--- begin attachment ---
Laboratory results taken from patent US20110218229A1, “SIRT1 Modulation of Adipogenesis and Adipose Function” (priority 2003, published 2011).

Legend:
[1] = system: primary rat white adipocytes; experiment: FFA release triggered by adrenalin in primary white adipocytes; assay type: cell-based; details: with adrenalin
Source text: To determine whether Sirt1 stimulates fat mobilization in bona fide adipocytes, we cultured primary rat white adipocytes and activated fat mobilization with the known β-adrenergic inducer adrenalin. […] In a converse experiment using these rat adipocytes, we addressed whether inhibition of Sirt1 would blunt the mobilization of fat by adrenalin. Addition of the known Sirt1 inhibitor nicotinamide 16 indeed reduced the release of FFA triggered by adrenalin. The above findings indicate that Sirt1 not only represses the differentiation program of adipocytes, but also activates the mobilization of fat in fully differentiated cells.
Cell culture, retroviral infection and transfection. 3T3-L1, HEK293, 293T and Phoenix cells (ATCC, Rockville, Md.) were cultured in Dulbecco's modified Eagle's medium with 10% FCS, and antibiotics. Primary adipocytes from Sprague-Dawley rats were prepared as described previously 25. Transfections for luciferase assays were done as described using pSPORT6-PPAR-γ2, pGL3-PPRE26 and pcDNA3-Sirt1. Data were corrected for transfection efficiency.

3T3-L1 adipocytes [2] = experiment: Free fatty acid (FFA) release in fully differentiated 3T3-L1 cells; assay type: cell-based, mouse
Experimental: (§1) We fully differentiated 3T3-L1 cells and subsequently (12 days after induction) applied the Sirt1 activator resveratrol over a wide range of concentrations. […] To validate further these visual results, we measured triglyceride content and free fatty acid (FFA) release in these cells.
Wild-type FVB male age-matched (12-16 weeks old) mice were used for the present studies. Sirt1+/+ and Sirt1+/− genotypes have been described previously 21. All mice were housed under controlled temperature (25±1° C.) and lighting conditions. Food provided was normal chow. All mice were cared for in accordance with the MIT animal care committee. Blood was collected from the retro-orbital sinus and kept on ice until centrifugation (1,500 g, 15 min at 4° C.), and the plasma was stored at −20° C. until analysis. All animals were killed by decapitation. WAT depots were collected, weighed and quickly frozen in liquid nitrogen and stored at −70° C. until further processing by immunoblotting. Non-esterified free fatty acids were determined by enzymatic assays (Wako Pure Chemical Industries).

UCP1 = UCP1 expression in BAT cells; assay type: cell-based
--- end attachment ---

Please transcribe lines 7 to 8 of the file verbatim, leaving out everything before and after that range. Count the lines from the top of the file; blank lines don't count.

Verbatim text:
Experimental: (§1) We fully differentiated 3T3-L1 cells and subsequently (12 days after induction) applied the Sirt1 activator resveratrol over a wide range of concentrations. […] To validate further these visual results, we measured triglyceride content and free fatty acid (FFA) release in these cells.
Wild-type FVB male age-matched (12-16 weeks old) mice were used for the present studies. Sirt1+/+ and Sirt1+/− genotypes have been described previously 21. All mice were housed under controlled temperature (25±1° C.) and lighting conditions. Food provided was normal chow. All mice were cared for in accordance with the MIT animal care committee. Blood was collected from the retro-orbital sinus and kept on ice until centrifugation (1,500 g, 15 min at 4° C.), and the plasma was stored at −20° C. until analysis. All animals were killed by decapitation. WAT depots were collected, weighed and quickly frozen in liquid nitrogen and stored at −70° C. until further processing by immunoblotting. Non-esterified free fatty acids were determined by enzymatic assays (Wako Pure Chemical Industries).